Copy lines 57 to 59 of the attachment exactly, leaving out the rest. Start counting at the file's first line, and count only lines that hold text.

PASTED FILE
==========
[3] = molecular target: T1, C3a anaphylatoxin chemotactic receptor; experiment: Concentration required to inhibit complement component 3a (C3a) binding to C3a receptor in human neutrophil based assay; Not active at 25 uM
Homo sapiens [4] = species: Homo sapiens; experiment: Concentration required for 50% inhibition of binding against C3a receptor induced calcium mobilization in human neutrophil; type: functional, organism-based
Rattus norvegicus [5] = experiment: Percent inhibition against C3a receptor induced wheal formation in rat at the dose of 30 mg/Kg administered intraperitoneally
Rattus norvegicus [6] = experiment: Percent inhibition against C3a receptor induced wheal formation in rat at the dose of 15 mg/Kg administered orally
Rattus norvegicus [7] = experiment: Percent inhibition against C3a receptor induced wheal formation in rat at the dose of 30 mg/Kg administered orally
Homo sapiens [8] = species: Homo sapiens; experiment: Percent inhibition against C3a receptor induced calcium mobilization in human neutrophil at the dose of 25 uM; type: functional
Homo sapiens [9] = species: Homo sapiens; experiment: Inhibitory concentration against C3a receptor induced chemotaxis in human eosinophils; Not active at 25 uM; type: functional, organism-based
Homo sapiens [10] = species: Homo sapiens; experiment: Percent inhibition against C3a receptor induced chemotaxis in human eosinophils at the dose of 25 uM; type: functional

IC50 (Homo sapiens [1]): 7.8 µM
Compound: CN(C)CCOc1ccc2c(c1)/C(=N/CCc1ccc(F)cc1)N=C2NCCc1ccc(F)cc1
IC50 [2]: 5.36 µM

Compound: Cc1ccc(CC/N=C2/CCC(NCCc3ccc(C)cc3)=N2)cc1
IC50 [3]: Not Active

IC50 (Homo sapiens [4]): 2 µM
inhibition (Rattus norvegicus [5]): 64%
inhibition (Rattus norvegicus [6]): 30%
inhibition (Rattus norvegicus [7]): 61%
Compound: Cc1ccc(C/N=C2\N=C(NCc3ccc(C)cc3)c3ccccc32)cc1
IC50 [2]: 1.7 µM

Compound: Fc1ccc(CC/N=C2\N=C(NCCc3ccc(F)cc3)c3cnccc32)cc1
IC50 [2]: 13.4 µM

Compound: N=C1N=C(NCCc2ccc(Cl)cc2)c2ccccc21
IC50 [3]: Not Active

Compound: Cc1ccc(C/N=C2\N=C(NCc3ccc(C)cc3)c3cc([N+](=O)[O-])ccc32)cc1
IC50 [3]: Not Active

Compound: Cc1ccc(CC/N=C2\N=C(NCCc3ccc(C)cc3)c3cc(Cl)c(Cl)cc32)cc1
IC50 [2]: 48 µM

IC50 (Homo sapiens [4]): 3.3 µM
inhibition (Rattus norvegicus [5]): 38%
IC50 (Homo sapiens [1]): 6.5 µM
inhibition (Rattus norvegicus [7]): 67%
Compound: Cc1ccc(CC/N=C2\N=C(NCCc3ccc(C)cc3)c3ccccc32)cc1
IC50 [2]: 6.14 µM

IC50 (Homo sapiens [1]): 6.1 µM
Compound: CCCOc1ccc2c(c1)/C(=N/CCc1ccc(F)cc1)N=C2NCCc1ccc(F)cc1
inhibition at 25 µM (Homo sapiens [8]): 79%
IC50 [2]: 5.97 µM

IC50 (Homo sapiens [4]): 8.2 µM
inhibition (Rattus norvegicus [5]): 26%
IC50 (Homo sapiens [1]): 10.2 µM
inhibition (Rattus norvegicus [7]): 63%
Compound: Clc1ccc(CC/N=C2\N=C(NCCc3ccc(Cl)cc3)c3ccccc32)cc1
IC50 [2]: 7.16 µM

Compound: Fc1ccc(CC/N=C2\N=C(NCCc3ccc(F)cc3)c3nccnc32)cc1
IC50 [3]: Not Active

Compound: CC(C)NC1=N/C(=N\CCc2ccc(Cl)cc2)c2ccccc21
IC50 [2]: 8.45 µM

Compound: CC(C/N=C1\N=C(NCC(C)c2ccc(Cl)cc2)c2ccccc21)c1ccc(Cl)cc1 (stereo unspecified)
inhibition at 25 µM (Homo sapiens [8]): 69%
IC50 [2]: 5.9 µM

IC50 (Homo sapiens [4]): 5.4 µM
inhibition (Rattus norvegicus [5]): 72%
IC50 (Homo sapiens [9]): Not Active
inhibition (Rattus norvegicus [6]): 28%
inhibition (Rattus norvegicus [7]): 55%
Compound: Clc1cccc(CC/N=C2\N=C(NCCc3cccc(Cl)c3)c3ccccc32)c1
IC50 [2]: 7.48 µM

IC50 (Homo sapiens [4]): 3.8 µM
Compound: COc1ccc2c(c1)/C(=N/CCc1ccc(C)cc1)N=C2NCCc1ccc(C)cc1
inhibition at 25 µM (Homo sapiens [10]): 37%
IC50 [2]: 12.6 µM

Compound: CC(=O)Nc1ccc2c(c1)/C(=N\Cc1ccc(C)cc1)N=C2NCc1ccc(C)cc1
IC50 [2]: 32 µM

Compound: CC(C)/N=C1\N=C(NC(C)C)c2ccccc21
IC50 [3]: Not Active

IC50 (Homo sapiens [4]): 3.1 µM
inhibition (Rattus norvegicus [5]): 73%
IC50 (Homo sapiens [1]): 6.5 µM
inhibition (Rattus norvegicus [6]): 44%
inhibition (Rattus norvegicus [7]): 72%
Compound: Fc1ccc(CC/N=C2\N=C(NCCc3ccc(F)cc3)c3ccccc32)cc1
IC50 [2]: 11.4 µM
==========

IC50 [2]: 7.48 µM

IC50 (Homo sapiens [4]): 3.8 µM
Compound: COc1ccc2c(c1)/C(=N/CCc1ccc(C)cc1)N=C2NCCc1ccc(C)cc1